Using tracking devices to follow the movement of rocks may seem odd, but that’s what’s being done to help the state Department of Ecology and local residents track the effectiveness of anti-erosion measures on the shoreline at North Cove — aka Washaway Beach.
North Cove community members teamed Wednesday with the Department of Ecology to drill holes in about 140 rocks and fit them with passive-integrated transponders, also known as PIT tags. These will be placed among the rock cobble that makes up what is known as the dynamic revetment — strategically placed cobble stones designed to disperse wave energy and limit shoreline erosion. The stones will be monitored to follow their movement along the coastline.
“It was great to see the high level of enthusiasm and participation of the local community,” said George Kaminsky, Department of Ecology coastal engineer, who has been monitoring the rapid erosion of the North Cove shoreline for 25 years. “Their support of this research is incredible, and it is wonderful to experience the positive spirit of the North Cove community.”
Local resident Connie Allen, one of the driving forces behind North Cove’s “Wash Away No More” movement to control shoreline erosion, described the day’s activities.
“Richard Harris, who hosted the rock-drilling event, gathered and washed local basalt weighing 3 to 40 pounds. We sorted the stock into three sizes and drilled the appropriate size hole. After cleaning and drying the hole, Diana McCandless secured the tracking device with silicone.”
Harris had property in the North Cove area that was washed away. McCandless is an environmental specialist with the Department of Ecology. Tokeland jewelry maker Judith Altruda, Pacific County Drainage District #1 commissioner David Cottrell, North Cove resident Bob Merrill, Grayland glass artist Jeremy Bartheld, and local resident Brad Kirkland were among several others participating.
Ecology measured, weighed, photographed and recorded the identification number of each of the rocks Thursday. The rocks were placed Friday “along the dynamic revetment at specific profile locations and elevations,” their placement carefully logged, said Kaminsky.
The tracking devices are small tubes that “work like the chip on a credit card,” said Allen.
“Each tag has a unique identification number that is detected with an antenna connected to a reader unit,” said Kaminsky. The antenna is an oval-shaped wire ring attached to handle and is used similar to a metal detector to locate tagged rocks. “Over time we will use the antenna and reader to detect the tagged cobbles and examine the distance and direction they are moved by waves and currents. We will learn how they may get sorted by size, and also how the size and shape of the cobbles change over time due to collision and abrasion with other rocks. This will help us determine the durability of the material, and how to optimize the overall performance at minimum cost.”
Kaminsky said there will be short-term monitoring this month and more surveys in February and March.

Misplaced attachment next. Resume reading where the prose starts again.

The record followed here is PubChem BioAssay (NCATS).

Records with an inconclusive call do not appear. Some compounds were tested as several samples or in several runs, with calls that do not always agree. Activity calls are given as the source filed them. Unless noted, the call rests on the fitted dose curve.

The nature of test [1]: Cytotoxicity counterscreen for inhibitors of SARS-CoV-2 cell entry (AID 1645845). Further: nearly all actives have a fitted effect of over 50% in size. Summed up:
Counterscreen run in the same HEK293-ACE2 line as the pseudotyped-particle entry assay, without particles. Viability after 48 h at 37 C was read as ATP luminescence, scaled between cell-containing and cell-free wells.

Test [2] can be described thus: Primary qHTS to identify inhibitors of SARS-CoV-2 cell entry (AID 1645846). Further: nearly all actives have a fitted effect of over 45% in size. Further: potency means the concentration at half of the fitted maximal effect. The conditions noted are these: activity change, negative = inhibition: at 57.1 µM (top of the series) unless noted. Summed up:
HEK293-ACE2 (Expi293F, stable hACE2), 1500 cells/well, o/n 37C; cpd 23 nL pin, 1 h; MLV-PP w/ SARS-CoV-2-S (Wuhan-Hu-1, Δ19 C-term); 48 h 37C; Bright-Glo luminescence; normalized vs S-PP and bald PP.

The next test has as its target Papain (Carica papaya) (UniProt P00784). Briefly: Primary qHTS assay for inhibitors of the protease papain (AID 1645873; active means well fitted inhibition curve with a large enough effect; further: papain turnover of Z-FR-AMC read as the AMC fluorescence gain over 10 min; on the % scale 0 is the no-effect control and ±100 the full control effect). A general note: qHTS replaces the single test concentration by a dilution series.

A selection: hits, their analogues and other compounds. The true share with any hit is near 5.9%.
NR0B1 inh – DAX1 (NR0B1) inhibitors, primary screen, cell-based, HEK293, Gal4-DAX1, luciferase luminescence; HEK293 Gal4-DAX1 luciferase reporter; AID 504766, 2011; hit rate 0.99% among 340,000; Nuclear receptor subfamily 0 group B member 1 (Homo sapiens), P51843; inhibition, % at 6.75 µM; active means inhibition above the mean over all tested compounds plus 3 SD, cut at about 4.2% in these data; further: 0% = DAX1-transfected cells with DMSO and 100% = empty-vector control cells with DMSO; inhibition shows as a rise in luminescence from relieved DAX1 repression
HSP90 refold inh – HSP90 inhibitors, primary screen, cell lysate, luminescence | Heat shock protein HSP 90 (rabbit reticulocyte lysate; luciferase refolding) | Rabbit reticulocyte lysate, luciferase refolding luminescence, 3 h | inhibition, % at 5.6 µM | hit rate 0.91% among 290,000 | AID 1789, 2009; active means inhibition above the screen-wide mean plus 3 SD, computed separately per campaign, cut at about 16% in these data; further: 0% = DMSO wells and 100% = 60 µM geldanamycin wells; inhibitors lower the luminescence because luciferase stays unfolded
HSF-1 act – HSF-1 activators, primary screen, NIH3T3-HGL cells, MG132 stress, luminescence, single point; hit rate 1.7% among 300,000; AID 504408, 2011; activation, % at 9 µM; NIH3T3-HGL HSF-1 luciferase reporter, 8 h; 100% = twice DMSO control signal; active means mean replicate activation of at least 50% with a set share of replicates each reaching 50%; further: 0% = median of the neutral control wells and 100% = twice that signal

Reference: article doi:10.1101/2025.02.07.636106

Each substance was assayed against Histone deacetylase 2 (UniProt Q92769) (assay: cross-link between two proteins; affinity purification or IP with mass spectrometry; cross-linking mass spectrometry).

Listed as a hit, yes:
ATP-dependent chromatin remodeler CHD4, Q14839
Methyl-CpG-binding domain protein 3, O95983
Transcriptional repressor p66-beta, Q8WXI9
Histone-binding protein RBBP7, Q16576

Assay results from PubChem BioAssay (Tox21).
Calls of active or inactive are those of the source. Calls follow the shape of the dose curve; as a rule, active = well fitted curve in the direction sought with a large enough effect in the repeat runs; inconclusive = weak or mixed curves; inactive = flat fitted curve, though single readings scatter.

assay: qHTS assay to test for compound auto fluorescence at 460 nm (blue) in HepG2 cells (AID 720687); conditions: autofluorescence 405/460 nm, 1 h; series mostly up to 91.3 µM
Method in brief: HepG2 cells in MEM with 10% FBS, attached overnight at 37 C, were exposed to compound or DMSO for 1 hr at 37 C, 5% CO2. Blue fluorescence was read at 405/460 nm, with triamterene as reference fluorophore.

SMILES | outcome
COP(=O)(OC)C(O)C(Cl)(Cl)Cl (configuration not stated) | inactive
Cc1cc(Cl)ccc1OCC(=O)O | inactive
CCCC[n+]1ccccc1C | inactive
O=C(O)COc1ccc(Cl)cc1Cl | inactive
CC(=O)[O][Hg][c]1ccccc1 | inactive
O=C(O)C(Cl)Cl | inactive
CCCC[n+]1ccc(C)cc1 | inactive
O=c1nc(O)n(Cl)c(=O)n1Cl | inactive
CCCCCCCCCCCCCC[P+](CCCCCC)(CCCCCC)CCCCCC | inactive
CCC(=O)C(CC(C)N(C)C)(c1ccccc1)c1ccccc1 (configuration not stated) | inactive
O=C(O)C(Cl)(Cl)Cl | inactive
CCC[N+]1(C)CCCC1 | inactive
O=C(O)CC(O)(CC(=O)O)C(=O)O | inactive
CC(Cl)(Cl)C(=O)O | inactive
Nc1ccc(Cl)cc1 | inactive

“Monitoring the change in size of the cobbles is more labor intensive and will be done less frequently, depending on how quickly they appear to be getting smaller, and the extent to which funding allows,” said Kaminsky.
Also on hand Wednesday was Paul Bayle, a coastline researcher from the University of Bath in southern England. He is researching dynamic revetment using lidar technology, which works similarly to radar but instead makes measurements useing laser lights.
“Little North Cove is of interest to English coastline research,” said Allen.
“The cobble tagging and tracking is a complementary method to the lidar profiling,” said Kaminsky. “The lidar system measures changes in the elevation of the beach and dynamic revetment across the profile.” The profile is a line perpendicular to the shore that runs across the crest of the dynamic revetment and down the shoreline toward the sea.
The cobble tracking will be compared to the changes in the beach and dynamic revetment slope measured by both the lidar and the Department of Ecology’s topographic surveys.
“It will help us understand how waves and tides are interacting with the cobble material on the upper beach and sand on the mid beach,” said Kaminsky.
While the dynamic revetment so far appears to have proven effective along North Cove, Kaminsky said very little research has been done to understand exactly how it works.
“The dynamic revetment that backs a sand beach mimics the functions of a natural composite beach that has gravel and cobble generally above mean higher high water and sand below that elevation,” he said. “While these kinds of beaches exist in many places around the world, relatively little research has been done to understand how these two types of materials across the beach profile work together to reduce the erosive power of storms, and under more moderate conditions, how the gravel and cobble material absorbs the run-up of waves to build up the sand levels along the upper beach.”
Shorelines, king tides and sandwiches
Washington Sea Grant and The Nature Conservancy will give short presentations about king tides, sea level rise, and local coastal projects during lunch at the Local Bar and Grill in Grayland Monday, Jan. 21 starting at 11 a.m. Lunch is available but not provided and the venue is open only to those 21 and older.
After the presentations the group will travel to the end of Old State Route 105, in the middle of the revetment project, to see how the shoreline stabilization effort stands up to king tides; there is a king tide at 12:30 p.m. that day of nearly 11 feet. The Local Bar and Grill is located at 2183 State Route 105 in Grayland.